It is a matter of survival in every sense of the word.
This was the message from Prime Minister Dr Keith Rowley, as he responded yesterday to the debate surrounding the authority of police to enforce Covid-19 regulations at private residences.
He again asked that the population obey the latest Covid-19 public health regulations.
In a statement yesterday, Rowley said the courts will ultimately decide.
His comments followed a war of words between the Law Association and Police Commissioner Gary Griffith over the issue, with the Law Association adamant that no regulations can be made to regulate conduct on private property.
Rowley said on Thursday that police can intervene in situations where activities at private residences can be detrimental to the public interest.
The Law Association argued that this would amount to an abuse of power and a breach of constitutional rights, while Griffith insisted that police can enter private properties if people are flouting Covid-19 regulations.
But Griffith slammed the Association, saying police had no interest in regulating family and small gatherings or barging into private homes without good reason, but were authorised to regulate mass gatherings, inclusive of payment, that effectively transformed private residences into public spaces.
He said the Association’s comments were irresponsible.
In his statement yesterday, Rowley said he has taken note of the discourse and criticisms which have been of little use in the fight against Covid-19.
“As Prime Minister, I respect and support the Constitution, the rule of law and due process, and I am insistent that law enforcement must act within the confines of the law,” he said.
“I am also duty-bound to point out that the laws of our country, including the Public Health Ordinance, the Public Health Regulations, the Police Service Act and other laws can, in certain specific circumstances, cover the enforcement and management of laws in private premises via public health officers with or without aid of the Trinidad and Tobago Police Service.”
Rowley pointed to Section 133 of the Public Health Ordinance, which states:
“For the purposes of this Part of this Ordinance, any person authorised to act under the provisions hereof or of any regulations made in pursuance of any authority contained in this Part of this Ordinance may at any time, with or without assistance:
(a) enter on lands and buildings and inspect and examine the same and all things thereon or therein;
(b) do on any land or in any building any sanitary or other work authorised or directed;
(c) generally do, with respect to persons, places, land, building, animals, or things, whatever is necessary or expedient in order to carry out the foregoing provisions of this Part of this Ordinance, or any direction or requirement given or arising thereunder.”
Over the past few months, police have had to intervene to bring an end to so-called zesser parties being held at private residences, in contravention of the regulations limiting gatherings.
Griffith said previously that such events can be deemed to be public events if guests are paying a cover charge for entry, even if it takes place at a private residence.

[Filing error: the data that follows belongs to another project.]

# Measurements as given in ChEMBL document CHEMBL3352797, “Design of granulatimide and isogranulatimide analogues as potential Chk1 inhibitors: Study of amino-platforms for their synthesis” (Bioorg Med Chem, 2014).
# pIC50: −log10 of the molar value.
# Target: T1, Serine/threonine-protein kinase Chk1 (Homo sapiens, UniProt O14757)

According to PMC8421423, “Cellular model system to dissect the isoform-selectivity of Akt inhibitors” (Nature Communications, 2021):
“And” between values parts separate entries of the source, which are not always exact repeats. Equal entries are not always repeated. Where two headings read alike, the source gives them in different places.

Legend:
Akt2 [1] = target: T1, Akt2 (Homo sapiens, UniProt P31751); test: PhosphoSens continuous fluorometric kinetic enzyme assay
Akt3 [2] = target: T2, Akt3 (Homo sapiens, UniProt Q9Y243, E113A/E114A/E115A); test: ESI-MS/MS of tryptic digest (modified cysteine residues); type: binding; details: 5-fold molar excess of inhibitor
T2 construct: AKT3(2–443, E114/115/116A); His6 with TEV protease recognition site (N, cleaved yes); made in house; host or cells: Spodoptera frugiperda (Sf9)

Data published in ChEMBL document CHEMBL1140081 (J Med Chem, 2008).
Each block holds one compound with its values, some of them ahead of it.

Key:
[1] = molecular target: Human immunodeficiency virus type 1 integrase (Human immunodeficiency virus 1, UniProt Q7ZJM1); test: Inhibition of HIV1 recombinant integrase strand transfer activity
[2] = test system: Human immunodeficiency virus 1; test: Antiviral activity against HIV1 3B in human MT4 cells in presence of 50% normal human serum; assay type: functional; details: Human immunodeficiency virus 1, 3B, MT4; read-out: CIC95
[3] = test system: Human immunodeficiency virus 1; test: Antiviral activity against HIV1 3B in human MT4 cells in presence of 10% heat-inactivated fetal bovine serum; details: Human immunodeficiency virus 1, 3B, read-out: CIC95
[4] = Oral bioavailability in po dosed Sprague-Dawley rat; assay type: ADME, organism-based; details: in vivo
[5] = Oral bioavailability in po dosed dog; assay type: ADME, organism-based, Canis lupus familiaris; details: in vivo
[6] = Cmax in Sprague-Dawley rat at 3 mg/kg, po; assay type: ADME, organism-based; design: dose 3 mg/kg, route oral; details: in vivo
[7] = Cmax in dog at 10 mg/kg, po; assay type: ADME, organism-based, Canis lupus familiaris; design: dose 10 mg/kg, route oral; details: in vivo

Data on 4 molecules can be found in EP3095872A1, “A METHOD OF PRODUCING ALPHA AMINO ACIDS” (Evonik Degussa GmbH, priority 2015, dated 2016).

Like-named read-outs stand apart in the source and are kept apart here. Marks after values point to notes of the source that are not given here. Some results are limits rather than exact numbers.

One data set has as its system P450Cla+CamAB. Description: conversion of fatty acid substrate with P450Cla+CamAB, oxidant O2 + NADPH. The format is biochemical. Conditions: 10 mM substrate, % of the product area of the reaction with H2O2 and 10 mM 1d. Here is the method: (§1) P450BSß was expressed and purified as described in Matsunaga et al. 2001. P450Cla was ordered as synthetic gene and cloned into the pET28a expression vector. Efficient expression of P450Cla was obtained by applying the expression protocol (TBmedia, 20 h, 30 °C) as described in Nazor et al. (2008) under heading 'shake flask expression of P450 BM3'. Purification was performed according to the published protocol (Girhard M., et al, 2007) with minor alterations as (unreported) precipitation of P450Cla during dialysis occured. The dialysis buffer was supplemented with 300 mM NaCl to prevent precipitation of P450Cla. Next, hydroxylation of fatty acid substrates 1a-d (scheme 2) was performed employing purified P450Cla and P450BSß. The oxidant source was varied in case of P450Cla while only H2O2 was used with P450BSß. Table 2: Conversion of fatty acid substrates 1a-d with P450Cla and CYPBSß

Yesterday Rowley said it is well known that activities on private properties are abundant and of concern.
He said he respected the views of stakeholder bodies, but encourage them to support the general call for compliance “and to resist from taking a general and correct statement about the law out of context”.
“Ultimately our courts will function as the arbiters of any law and its enforcement,” he said.
“For my part I encourage that the letter of the law be applied and upheld within the spirit of the law. Let us all see the forest and not just the single tree.”
Rowley noted that other jurisdictions have implemented states of emergency where constitutional rights are suspended and go as far as limiting the number of people permitted in private settings as well as the nature and type of activities permitted on private properties.
“Trinidad and Tobago has obviously not done the same, but has instead successfully utilised other measures to manage the pandemic which have thus far resulted in a hard-fought balance between saving lives and livelihoods,” the Prime Minister said.
He added that these are exceptional times, and he called on the public to shoulder the burden of the temporary restrictions and measures.
“For those of us who are directly affected, words are of little comfort and this is why the Government has expended billions in financial support which it cannot sustain indefinitely,” he stressed. “We are striving to save lives until the relief of vaccines can give us herd immunity.”
Rowley said the Government has engaged every manufacturer and supplier of vaccines and has pending orders submitted across multiple sources.
He said T&T is in the same position as other Caricom nations which are also fighting for equality in the vaccine distribution process.
However, he said the situation is only temporary, as the pandemic will eventually end and the restrictions and hardships will fade away.
“I am deeply conscious of the need for survival in every sense of the word,” he stated. “As Prime Minister, I must take the advice of our medical experts and balance all interests. I must ensure that death sentences are not read to thousands by a failure to act and take hard and sometimes unpleasant decisions.”
Rowley once again urged the public to limit their movement as much as possible and behave responsibly in both public and private settings.
He urged citizens to cook at home while restaurants and other businesses are temporarily closed.